experience more autocorrelated risk).
We see some interesting time-dependent effects, resulting in layered bet hedging strategies. In a follow-up paper (preprint
here), we examine the dynamics of stochastic phenotype switching when risk is correlated in time in more detail. Over the
short-term, slow rates of diversification are favored (allowing for adaptive tracking of risk, as described above), but over long
time periods this is costly, leaving a lineage much more susceptible to extinction when the environment changes quickly. As a
result, over very long time periods (tens of thousands of generations), environmental risk favors intermediate rates of
diversification. In the paper we explore how this selective tug-of-war, which acts over quite different time scales, presents a
challenge for adaptation.
Programmed cell death can increase the efficacy of microbial bet hedging
One of the surprising things microbes do is kill themselves. While there are a number of hypotheses out there to explain this
apparently self-destructive behavior (see this great review by Nedelcu et al.), these arguments tend to be pretty straight-
forward ‘for the good of the clone/group’ altruism, and few (if any) have been rigorously modeled. We have a new, fairly
general idea: programmed cell death (PCD) in microbes can drive population cycling, even when carrying capacity has been
reached, which gives microbes more opportunities to diversify through stochastic phenotype switching. It works surprisingly
well in our model- take a look at the preprint here to see the nitty gritty of our analytical results, or our spatial simulation
(which we did to see if we can get enough clonal assortment arising from the demographics of growth and death to allow
PCD+ strains to resist cheating by a PCD- competitor. And yes, we totally do.).
A bacterial storage resource plays a key role in the evolution of cheating rhizobia
Rhizobia are symbiotic bacteria that live inside legume root nodules, where they fix nitrogen using reduced carbon supplied
by the host. Nitrogen fixation by rhizobia is largely altruistic: they use
only a tiny fraction for their own growth, the rest is supplied to the
legume. Multiple strains of rhizobia typically infect a single host plant,
so any benefit they provide to the plant is shared with other rhizobial
strains inside the same plant. Rhizobia that invest less in N2 fixation
have more carbon available for reproduction, so why haven’t non-fixing
rhizobia displaced high-N2 fixing rhizobia entirely? It turns out that plants
punish rhizobia that fix little N2, limiting their reproduction. My thesis
focused on the following question: Why, in the face of such effective
punishment, are poor mutualists globally persistent?
Key findings. In addition to using reduced carbon for N2 fixation and
reproduction, rhizobia in root nodules can synthesize the storage lipid
poly-3-hydroxybutyrate (PHB), often accumulating PHB to more than
50% cell dry weight. Rhizobia are horizontally transmitted symbionts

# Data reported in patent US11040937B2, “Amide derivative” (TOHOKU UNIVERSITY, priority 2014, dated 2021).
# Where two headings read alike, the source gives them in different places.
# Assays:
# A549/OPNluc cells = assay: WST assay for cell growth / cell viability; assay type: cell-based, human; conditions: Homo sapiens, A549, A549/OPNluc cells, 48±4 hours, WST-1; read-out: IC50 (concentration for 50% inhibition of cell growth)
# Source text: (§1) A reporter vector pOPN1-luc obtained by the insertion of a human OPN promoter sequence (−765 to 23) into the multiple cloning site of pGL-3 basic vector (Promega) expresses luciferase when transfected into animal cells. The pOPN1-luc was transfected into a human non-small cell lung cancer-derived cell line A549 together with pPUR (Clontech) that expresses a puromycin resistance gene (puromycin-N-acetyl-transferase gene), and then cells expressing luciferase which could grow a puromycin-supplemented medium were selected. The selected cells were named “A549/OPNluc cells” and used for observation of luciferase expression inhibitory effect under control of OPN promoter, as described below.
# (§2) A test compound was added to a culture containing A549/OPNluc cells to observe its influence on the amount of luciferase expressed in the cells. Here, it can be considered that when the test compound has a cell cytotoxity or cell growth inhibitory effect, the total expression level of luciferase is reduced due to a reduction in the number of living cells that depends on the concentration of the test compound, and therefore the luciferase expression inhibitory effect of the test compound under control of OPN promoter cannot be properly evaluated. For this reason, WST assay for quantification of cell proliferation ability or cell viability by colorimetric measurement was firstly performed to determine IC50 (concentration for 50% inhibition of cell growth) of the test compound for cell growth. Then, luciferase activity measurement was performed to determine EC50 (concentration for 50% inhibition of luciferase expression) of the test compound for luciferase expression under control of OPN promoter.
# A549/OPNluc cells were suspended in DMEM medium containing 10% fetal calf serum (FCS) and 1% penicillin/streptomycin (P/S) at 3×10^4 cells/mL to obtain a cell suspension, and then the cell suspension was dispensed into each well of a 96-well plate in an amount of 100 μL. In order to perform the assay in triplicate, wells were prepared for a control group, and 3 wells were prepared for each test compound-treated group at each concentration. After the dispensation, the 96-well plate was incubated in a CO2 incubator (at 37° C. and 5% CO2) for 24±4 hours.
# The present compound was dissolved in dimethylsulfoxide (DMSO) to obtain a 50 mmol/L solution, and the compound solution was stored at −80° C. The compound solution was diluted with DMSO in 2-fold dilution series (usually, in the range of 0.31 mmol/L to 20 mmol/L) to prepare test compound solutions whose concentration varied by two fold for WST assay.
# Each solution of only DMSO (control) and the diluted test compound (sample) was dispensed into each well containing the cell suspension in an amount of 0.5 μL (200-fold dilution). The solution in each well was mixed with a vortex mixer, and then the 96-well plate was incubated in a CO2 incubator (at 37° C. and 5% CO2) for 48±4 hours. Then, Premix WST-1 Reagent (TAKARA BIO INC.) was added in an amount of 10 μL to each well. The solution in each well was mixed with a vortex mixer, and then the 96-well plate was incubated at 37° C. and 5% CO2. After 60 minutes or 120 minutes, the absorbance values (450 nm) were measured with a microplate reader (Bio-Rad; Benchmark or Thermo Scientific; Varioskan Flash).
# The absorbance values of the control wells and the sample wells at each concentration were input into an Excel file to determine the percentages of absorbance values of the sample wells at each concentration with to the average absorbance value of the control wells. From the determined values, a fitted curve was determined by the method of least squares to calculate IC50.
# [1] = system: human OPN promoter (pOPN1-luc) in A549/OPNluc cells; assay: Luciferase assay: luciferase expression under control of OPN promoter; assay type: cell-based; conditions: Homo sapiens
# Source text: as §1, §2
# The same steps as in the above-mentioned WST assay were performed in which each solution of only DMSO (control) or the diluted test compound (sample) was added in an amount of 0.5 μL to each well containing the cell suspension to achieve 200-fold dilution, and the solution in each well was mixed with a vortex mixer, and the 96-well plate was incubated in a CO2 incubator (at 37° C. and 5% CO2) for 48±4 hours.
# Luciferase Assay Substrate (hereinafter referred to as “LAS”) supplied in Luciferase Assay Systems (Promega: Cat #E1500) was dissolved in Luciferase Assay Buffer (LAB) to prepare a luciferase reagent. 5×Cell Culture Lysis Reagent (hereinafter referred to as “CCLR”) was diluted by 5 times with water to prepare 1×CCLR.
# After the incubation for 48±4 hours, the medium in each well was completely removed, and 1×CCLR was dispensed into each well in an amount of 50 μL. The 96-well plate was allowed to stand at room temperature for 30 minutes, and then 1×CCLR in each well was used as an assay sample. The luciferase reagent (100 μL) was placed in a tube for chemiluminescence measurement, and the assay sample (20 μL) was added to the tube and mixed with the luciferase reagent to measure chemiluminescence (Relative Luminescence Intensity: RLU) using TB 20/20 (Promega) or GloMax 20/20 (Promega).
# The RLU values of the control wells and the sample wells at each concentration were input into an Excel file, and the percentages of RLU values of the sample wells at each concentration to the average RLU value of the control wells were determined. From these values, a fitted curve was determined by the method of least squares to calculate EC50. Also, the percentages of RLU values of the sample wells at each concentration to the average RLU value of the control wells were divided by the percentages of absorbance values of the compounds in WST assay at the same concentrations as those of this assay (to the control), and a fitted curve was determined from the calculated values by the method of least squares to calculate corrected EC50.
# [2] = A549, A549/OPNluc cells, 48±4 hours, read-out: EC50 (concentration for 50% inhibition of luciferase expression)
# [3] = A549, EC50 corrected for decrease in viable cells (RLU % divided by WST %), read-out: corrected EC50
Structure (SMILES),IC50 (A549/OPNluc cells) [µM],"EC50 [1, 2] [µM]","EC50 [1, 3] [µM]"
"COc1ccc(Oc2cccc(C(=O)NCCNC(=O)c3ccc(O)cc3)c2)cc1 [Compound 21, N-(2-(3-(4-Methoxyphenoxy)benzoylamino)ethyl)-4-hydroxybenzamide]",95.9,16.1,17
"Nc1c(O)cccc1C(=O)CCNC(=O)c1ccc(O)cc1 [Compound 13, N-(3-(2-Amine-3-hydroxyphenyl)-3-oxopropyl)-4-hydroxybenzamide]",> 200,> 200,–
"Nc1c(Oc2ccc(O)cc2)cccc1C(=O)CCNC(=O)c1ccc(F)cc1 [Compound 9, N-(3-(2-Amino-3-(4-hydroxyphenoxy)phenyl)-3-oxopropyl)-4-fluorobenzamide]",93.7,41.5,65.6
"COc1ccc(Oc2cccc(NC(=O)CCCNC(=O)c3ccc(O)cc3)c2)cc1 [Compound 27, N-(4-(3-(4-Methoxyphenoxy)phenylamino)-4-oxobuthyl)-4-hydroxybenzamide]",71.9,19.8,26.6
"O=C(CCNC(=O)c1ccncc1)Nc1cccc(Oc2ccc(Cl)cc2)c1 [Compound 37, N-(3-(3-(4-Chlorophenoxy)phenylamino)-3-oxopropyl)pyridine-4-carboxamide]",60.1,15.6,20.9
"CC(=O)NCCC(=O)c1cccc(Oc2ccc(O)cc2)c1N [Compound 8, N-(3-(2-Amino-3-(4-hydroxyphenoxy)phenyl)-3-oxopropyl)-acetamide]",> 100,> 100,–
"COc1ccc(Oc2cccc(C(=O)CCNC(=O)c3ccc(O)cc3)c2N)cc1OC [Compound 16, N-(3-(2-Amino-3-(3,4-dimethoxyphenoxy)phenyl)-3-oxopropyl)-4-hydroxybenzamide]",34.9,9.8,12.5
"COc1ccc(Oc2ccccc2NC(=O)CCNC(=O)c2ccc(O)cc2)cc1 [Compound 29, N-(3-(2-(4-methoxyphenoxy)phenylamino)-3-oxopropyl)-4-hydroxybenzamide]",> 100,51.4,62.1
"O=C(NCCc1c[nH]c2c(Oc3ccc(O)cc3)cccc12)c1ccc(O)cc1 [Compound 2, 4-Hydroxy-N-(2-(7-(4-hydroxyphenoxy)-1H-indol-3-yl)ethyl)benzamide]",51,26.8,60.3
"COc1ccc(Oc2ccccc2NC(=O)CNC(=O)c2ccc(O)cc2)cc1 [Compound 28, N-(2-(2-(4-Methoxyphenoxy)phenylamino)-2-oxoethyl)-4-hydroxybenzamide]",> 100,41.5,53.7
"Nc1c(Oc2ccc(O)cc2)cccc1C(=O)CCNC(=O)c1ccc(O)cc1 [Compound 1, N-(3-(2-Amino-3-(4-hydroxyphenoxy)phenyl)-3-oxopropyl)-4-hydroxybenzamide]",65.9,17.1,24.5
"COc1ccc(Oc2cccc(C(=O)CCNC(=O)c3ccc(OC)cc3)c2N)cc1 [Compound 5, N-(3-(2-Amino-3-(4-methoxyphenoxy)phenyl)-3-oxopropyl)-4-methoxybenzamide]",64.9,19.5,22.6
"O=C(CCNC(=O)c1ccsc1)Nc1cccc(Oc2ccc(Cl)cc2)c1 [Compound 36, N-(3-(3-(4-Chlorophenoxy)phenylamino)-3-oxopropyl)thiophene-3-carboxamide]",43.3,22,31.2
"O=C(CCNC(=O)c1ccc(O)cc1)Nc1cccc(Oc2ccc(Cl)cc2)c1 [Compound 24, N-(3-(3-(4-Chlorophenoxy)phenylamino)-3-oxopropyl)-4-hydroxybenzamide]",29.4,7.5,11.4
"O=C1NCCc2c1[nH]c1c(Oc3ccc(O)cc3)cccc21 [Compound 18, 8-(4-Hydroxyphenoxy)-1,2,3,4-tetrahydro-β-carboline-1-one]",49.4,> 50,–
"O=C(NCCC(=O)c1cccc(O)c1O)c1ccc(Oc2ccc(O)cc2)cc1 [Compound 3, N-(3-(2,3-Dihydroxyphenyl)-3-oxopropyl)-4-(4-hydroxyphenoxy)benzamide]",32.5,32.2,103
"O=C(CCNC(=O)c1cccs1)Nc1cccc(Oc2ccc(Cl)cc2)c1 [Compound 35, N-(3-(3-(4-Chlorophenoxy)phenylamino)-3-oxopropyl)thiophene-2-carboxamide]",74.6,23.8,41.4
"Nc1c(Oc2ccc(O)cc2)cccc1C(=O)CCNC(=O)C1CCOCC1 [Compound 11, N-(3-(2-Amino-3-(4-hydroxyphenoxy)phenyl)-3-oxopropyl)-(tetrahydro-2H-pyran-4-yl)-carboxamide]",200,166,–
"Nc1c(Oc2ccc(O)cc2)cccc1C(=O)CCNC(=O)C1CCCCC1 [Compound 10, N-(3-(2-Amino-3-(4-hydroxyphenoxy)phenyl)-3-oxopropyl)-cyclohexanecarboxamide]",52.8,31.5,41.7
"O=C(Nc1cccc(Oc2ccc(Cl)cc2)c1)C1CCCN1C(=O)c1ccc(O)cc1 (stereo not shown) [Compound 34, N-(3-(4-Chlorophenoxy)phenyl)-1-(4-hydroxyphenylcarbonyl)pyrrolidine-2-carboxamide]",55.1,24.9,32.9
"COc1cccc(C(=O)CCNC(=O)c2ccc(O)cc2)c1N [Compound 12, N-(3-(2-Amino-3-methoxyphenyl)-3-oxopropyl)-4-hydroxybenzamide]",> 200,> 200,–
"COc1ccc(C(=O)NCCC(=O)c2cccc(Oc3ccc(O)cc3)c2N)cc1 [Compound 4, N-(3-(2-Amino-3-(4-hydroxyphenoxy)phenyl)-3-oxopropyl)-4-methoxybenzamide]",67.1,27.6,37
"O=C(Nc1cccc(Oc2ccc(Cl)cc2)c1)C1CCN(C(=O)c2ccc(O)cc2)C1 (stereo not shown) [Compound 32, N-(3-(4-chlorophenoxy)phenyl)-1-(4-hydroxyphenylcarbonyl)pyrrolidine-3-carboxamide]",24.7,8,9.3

and must survive in the soil between hosts. I found that rhizobia
escaping nodules can use stored PHB to survive starvation and
reproduce up to 3-fold (Ratcliff et al., 2008), but PHB synthesis is
energetically expensive and trades-off with N2 fixation. As a result, PHB
synthesis increases rhizobium fitness while reducing legume fitness,
and is a central (but previously unappreciated) mechanism in the
evolution of conflict between rhizobia and legumes. I found that some rhizobia have evolved sophisticated mechanisms that
increase PHB accumulation. Bradyrhizobium elkanii produces rhizobitoxine, a chemical that blocks the legume’s ability to
synthesize the hormone ethylene. Rhizobitoxine production reduces the host’s growth, decreasing rhizobia per nodule for all
strains on a plant, but substantially increases PHB accumulation for rhizobitoxine-producing rhizobia alone (Ratcliff and
Denison, 2009). Further, I demonstrated that accurate estimates of rhizobial fitness should include the reproductive capacity
of stored PHB (Ratcliff et al. 2012 and Kiers et al. 2012).
Microbial social evolution
Cryptic indirect effects in the evolution of microbial dormancy. Since Hamilton’s (1964) insights into
inclusive fitness, evolutionary biologists have attempted to disentangle the role of direct and indirect fitness effects in
behavioral evolution. This has mostly been limited to traits where direct and indirect effects act in opposite directions (i.e.
altruistic cooperation). In a recent paper in The American Naturalist, we describe a new approach for quantitatively
separating direct and indirect fitness effects of a trait that affects both: microbial dormancy. Dormant individuals are resistant
to antibiotics (a direct benefit), but spare external resources, increasing the growth of nondormant kin (an indirect benefit)
and competitors (an indirect cost). We find that dormancy provides an indirect fitness benefit only when the population is
sufficiently structured, but that these cryptic indirect effects can have a large effect on fitness.
Antibiotics: weapons, signals, cues, or manipulation? There have been many explanations for the ecological
role of antibiotics in nature, but no organized approach for how microbiologists should think about these various explanations.
In 2011 Ford Denison and I co-authored a perspective in Science using social evolutionary theory to examine antibiotic
production. We classified antibiotics into the four categories above, as determined by the fitness consequences to the
antibiotic producer and recipient. Read the paper.
A model of two bacterial strains (red and blue) growing on a
surface, engaging in Type-6 secretory system conflict. They
start out well-mixed, but quickly phase separate.